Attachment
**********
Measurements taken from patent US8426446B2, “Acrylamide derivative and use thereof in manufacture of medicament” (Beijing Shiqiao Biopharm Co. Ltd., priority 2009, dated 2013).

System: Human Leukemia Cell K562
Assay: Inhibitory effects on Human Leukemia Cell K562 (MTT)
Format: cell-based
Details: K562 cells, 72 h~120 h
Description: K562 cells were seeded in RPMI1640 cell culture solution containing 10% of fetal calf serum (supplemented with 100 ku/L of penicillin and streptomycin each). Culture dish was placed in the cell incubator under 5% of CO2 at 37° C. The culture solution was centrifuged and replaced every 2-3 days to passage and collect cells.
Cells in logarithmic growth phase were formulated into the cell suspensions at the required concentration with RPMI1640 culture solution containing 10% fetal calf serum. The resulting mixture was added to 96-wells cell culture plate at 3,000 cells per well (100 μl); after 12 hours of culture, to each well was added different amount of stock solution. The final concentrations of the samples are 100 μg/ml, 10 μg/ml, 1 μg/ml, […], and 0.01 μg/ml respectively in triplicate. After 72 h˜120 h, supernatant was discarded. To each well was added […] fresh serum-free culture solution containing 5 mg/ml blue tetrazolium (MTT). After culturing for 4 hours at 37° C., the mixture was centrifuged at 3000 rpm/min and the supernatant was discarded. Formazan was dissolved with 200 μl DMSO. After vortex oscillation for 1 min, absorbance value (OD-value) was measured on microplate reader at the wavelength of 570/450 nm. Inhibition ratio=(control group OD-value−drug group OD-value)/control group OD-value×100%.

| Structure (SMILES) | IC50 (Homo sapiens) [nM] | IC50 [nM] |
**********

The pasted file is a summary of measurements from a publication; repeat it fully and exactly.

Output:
Measurements taken from patent US8426446B2, “Acrylamide derivative and use thereof in manufacture of medicament” (Beijing Shiqiao Biopharm Co. Ltd., priority 2009, dated 2013).

System: Human Leukemia Cell K562
Assay: Inhibitory effects on Human Leukemia Cell K562 (MTT)
Format: cell-based
Details: K562 cells, 72 h~120 h
Description: K562 cells were seeded in RPMI1640 cell culture solution containing 10% of fetal calf serum (supplemented with 100 ku/L of penicillin and streptomycin each). Culture dish was placed in the cell incubator under 5% of CO2 at 37° C. The culture solution was centrifuged and replaced every 2-3 days to passage and collect cells.
Cells in logarithmic growth phase were formulated into the cell suspensions at the required concentration with RPMI1640 culture solution containing 10% fetal calf serum. The resulting mixture was added to 96-wells cell culture plate at 3,000 cells per well (100 μl); after 12 hours of culture, to each well was added different amount of stock solution. The final concentrations of the samples are 100 μg/ml, 10 μg/ml, 1 μg/ml, […], and 0.01 μg/ml respectively in triplicate. After 72 h˜120 h, supernatant was discarded. To each well was added […] fresh serum-free culture solution containing 5 mg/ml blue tetrazolium (MTT). After culturing for 4 hours at 37° C., the mixture was centrifuged at 3000 rpm/min and the supernatant was discarded. Formazan was dissolved with 200 μl DMSO. After vortex oscillation for 1 min, absorbance value (OD-value) was measured on microplate reader at the wavelength of 570/450 nm. Inhibition ratio=(control group OD-value−drug group OD-value)/control group OD-value×100%.

| Structure (SMILES) | IC50 (Homo sapiens) [nM] | IC50 [nM] |